Well let me start with a funny bit; This mass produced, west minster chime, mantle clock that I have just serviced took one day to do. The following morning I sat watching it ticking away nicely on my mantlepiece with cup of tea in hand. When it started to chime the fourth quarter. Merrily it chimed away – ding dong ding dong, ding dong ding dong, etc to the tune of the great clock in Elizabeth tower on the palace of westminster. When all of a sudden it went – dingdingdongdongdingdingdingdongdong! Really fast! It made me jump out of my skin. So I pounced on it to arrest which ever gear train had suddenly set itself free. After a little scrutiny I discovered the culprit; The little piece of spring steel that holds the fly to its arbor on the strike train had fallen out. So when the strike released of its warn, it raced through as fast as it could. It is remarkable the differance it makes. Having no fly. On the negative side of things I am finding it difficult sourcing a mainspring for the chime side. I bought a new 22x.40x45mm which I am sure should do the job, but I am incorrect, it is not up to it. It drives the train with reluctancy and only when fully wound. So I have been led to ask ‘What are the equations of determining correct spring thickness x length for a given barrel..? The answer as you might have guessed is not easy. I am not a great mathemetician and I need hands on help overcoming this hurdle. Until then it is a case of trial and error and me loosing out on profits. :( You really have to be 100% thorough when servicing a clock. If you cut a corner it will bite you in the ass. Clocks are not friendly things. They don’t like being touched.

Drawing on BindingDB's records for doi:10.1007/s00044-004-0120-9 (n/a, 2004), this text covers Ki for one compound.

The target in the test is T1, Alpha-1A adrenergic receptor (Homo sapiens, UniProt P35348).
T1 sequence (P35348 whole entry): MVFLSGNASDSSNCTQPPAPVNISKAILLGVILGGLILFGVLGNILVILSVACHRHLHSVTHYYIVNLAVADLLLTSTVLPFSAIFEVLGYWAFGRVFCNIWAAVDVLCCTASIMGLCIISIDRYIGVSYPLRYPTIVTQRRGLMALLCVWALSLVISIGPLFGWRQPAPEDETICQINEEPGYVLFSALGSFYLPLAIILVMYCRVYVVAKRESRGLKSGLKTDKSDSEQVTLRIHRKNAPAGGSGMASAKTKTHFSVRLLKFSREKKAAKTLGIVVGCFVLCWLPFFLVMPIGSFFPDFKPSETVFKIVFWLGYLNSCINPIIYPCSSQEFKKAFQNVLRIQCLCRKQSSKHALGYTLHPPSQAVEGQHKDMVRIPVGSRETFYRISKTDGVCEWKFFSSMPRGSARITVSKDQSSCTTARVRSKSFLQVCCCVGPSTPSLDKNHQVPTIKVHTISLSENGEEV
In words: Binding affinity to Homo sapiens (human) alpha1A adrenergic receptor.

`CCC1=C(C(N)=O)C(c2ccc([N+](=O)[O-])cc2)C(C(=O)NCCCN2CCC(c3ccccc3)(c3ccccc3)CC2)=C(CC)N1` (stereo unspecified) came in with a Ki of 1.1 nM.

Cheap little job to do